breakfast ideas: 1 post

Persimmon Toast

My husband first encountered a persimmon during his first visit to my family home. My stepfather handed it to him and simply said, “Just eat it like an apple.”  For some strange reason, my stepfather prefers persimmons unripe and hard. But my husband wasn’t convinced, as the hard flesh was unyielding and his mouth felt coated with sticky cotton.  It took him a few hours to get rid of the bitter, tannic sensation. The same willingness to please his new in-laws also left my husband unable to refuse yet another shot of vodka, but the consequences of that lasted into the next day. Imagine his surprise when he finally tried a ripe persimmon and discovered that it was a juicy fruit with a delicate perfume.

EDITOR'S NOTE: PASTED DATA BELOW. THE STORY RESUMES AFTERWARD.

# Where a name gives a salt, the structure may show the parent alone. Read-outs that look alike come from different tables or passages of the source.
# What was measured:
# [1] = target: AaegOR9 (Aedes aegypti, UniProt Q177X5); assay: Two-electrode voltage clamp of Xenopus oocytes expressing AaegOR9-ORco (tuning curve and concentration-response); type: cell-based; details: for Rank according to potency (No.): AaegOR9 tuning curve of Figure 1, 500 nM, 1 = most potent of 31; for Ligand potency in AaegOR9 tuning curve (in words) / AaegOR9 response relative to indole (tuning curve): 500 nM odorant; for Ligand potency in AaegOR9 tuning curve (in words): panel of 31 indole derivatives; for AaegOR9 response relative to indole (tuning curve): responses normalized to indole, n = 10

persimmons-market-japanpersimmon toast2a

There are thousands varieties of persimmons, but Fuyu and Hachiya are the most common ones. Fuyu (top left photo) looks like a squat orange tomato, and it can be eaten when it’s hard. It’s sweet and crunchy, with a distinctive flavor of dates and plums. The Hachiya variety (in the photos below) is pointy and elongated, and it’s the kind that tormented my poor husband. As he will tell you, when hard and unripe it tastes even worse than a green banana–bitter and chalky. But give it a few days to soften and it turns sweet and luscious.

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